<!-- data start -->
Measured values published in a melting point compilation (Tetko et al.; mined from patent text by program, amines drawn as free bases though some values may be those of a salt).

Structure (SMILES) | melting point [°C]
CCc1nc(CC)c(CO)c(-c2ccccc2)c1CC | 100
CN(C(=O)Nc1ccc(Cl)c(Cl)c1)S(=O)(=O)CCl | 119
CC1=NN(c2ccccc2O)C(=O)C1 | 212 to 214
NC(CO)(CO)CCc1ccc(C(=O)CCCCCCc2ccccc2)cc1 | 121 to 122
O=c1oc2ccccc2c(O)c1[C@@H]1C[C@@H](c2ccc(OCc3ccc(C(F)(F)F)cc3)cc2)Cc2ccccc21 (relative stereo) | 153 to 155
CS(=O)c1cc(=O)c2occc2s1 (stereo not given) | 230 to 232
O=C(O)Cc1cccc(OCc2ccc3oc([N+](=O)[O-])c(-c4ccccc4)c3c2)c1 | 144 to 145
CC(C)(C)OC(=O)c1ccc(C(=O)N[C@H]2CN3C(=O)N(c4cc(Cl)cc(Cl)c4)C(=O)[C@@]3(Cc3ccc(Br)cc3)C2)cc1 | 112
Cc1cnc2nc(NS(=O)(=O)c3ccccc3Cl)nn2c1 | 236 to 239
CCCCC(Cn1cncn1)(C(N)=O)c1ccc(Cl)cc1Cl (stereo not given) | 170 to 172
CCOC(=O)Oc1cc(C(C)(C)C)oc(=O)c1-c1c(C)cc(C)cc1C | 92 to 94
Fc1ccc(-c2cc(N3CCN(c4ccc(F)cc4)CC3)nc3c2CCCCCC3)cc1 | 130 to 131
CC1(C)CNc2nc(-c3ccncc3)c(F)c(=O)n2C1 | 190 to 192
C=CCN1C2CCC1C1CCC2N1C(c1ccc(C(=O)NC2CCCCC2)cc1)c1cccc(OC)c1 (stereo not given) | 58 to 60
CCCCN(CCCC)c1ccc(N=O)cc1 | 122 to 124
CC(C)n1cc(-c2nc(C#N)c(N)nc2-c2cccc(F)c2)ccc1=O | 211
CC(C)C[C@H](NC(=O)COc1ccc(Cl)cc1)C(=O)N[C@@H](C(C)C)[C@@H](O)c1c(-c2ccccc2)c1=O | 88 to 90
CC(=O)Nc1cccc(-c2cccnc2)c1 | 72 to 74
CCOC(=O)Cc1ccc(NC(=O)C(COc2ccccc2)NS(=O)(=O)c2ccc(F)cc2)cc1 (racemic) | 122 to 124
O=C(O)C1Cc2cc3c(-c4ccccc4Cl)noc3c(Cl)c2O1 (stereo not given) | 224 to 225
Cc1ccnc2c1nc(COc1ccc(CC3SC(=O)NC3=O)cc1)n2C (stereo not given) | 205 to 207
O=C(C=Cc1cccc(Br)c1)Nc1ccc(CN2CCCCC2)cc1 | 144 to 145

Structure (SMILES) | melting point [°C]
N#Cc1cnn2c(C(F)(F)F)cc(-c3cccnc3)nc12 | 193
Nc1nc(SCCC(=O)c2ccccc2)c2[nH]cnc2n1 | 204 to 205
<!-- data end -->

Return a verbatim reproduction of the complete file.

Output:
Measured values published in a melting point compilation (Tetko et al.; mined from patent text by program, amines drawn as free bases though some values may be those of a salt).

Structure (SMILES) | melting point [°C]
CCc1nc(CC)c(CO)c(-c2ccccc2)c1CC | 100
CN(C(=O)Nc1ccc(Cl)c(Cl)c1)S(=O)(=O)CCl | 119
CC1=NN(c2ccccc2O)C(=O)C1 | 212 to 214
NC(CO)(CO)CCc1ccc(C(=O)CCCCCCc2ccccc2)cc1 | 121 to 122
O=c1oc2ccccc2c(O)c1[C@@H]1C[C@@H](c2ccc(OCc3ccc(C(F)(F)F)cc3)cc2)Cc2ccccc21 (relative stereo) | 153 to 155
CS(=O)c1cc(=O)c2occc2s1 (stereo not given) | 230 to 232
O=C(O)Cc1cccc(OCc2ccc3oc([N+](=O)[O-])c(-c4ccccc4)c3c2)c1 | 144 to 145
CC(C)(C)OC(=O)c1ccc(C(=O)N[C@H]2CN3C(=O)N(c4cc(Cl)cc(Cl)c4)C(=O)[C@@]3(Cc3ccc(Br)cc3)C2)cc1 | 112
Cc1cnc2nc(NS(=O)(=O)c3ccccc3Cl)nn2c1 | 236 to 239
CCCCC(Cn1cncn1)(C(N)=O)c1ccc(Cl)cc1Cl (stereo not given) | 170 to 172
CCOC(=O)Oc1cc(C(C)(C)C)oc(=O)c1-c1c(C)cc(C)cc1C | 92 to 94
Fc1ccc(-c2cc(N3CCN(c4ccc(F)cc4)CC3)nc3c2CCCCCC3)cc1 | 130 to 131
CC1(C)CNc2nc(-c3ccncc3)c(F)c(=O)n2C1 | 190 to 192
C=CCN1C2CCC1C1CCC2N1C(c1ccc(C(=O)NC2CCCCC2)cc1)c1cccc(OC)c1 (stereo not given) | 58 to 60
CCCCN(CCCC)c1ccc(N=O)cc1 | 122 to 124
CC(C)n1cc(-c2nc(C#N)c(N)nc2-c2cccc(F)c2)ccc1=O | 211
CC(C)C[C@H](NC(=O)COc1ccc(Cl)cc1)C(=O)N[C@@H](C(C)C)[C@@H](O)c1c(-c2ccccc2)c1=O | 88 to 90
CC(=O)Nc1cccc(-c2cccnc2)c1 | 72 to 74
CCOC(=O)Cc1ccc(NC(=O)C(COc2ccccc2)NS(=O)(=O)c2ccc(F)cc2)cc1 (racemic) | 122 to 124
O=C(O)C1Cc2cc3c(-c4ccccc4Cl)noc3c(Cl)c2O1 (stereo not given) | 224 to 225
Cc1ccnc2c1nc(COc1ccc(CC3SC(=O)NC3=O)cc1)n2C (stereo not given) | 205 to 207
O=C(C=Cc1cccc(Br)c1)Nc1ccc(CN2CCCCC2)cc1 | 144 to 145

Structure (SMILES) | melting point [°C]
N#Cc1cnn2c(C(F)(F)F)cc(-c3cccnc3)nc12 | 193
Nc1nc(SCCC(=O)c2ccccc2)c2[nH]cnc2n1 | 204 to 205